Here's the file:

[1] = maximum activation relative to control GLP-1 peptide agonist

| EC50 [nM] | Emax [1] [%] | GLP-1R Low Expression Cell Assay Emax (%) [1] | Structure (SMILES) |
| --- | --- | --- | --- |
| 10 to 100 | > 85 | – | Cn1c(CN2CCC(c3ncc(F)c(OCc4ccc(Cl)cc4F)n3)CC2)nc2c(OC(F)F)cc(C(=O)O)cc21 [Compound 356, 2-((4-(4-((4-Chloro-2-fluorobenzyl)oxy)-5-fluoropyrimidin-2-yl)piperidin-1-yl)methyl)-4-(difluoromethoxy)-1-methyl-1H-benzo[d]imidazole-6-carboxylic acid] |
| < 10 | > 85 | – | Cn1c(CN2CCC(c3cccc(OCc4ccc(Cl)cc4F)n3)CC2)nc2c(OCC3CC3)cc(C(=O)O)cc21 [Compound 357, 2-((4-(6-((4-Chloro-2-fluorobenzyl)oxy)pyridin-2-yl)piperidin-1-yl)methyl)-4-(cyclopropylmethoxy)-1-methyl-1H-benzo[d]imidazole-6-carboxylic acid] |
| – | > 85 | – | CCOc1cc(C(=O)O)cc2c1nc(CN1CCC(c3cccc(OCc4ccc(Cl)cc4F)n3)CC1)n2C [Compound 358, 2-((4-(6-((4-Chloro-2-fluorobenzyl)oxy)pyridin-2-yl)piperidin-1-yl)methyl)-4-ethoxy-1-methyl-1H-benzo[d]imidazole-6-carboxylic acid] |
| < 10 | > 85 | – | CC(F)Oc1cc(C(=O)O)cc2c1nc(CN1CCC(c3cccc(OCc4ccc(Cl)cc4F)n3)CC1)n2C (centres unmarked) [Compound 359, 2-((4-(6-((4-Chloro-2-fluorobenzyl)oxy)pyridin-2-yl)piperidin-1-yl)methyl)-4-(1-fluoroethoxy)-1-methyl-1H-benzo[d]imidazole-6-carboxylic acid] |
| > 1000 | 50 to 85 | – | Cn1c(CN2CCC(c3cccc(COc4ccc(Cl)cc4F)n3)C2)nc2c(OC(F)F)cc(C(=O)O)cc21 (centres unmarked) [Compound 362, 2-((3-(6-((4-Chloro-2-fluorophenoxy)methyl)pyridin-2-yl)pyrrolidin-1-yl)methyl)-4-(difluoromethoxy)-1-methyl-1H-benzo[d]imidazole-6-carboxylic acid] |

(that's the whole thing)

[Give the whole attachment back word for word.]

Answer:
[1] = maximum activation relative to control GLP-1 peptide agonist

| EC50 [nM] | Emax [1] [%] | GLP-1R Low Expression Cell Assay Emax (%) [1] | Structure (SMILES) |
| --- | --- | --- | --- |
| 10 to 100 | > 85 | – | Cn1c(CN2CCC(c3ncc(F)c(OCc4ccc(Cl)cc4F)n3)CC2)nc2c(OC(F)F)cc(C(=O)O)cc21 [Compound 356, 2-((4-(4-((4-Chloro-2-fluorobenzyl)oxy)-5-fluoropyrimidin-2-yl)piperidin-1-yl)methyl)-4-(difluoromethoxy)-1-methyl-1H-benzo[d]imidazole-6-carboxylic acid] |
| < 10 | > 85 | – | Cn1c(CN2CCC(c3cccc(OCc4ccc(Cl)cc4F)n3)CC2)nc2c(OCC3CC3)cc(C(=O)O)cc21 [Compound 357, 2-((4-(6-((4-Chloro-2-fluorobenzyl)oxy)pyridin-2-yl)piperidin-1-yl)methyl)-4-(cyclopropylmethoxy)-1-methyl-1H-benzo[d]imidazole-6-carboxylic acid] |
| – | > 85 | – | CCOc1cc(C(=O)O)cc2c1nc(CN1CCC(c3cccc(OCc4ccc(Cl)cc4F)n3)CC1)n2C [Compound 358, 2-((4-(6-((4-Chloro-2-fluorobenzyl)oxy)pyridin-2-yl)piperidin-1-yl)methyl)-4-ethoxy-1-methyl-1H-benzo[d]imidazole-6-carboxylic acid] |
| < 10 | > 85 | – | CC(F)Oc1cc(C(=O)O)cc2c1nc(CN1CCC(c3cccc(OCc4ccc(Cl)cc4F)n3)CC1)n2C (centres unmarked) [Compound 359, 2-((4-(6-((4-Chloro-2-fluorobenzyl)oxy)pyridin-2-yl)piperidin-1-yl)methyl)-4-(1-fluoroethoxy)-1-methyl-1H-benzo[d]imidazole-6-carboxylic acid] |
| > 1000 | 50 to 85 | – | Cn1c(CN2CCC(c3cccc(COc4ccc(Cl)cc4F)n3)C2)nc2c(OC(F)F)cc(C(=O)O)cc21 (centres unmarked) [Compound 362, 2-((3-(6-((4-Chloro-2-fluorophenoxy)methyl)pyridin-2-yl)pyrrolidin-1-yl)methyl)-4-(difluoromethoxy)-1-methyl-1H-benzo[d]imidazole-6-carboxylic acid] |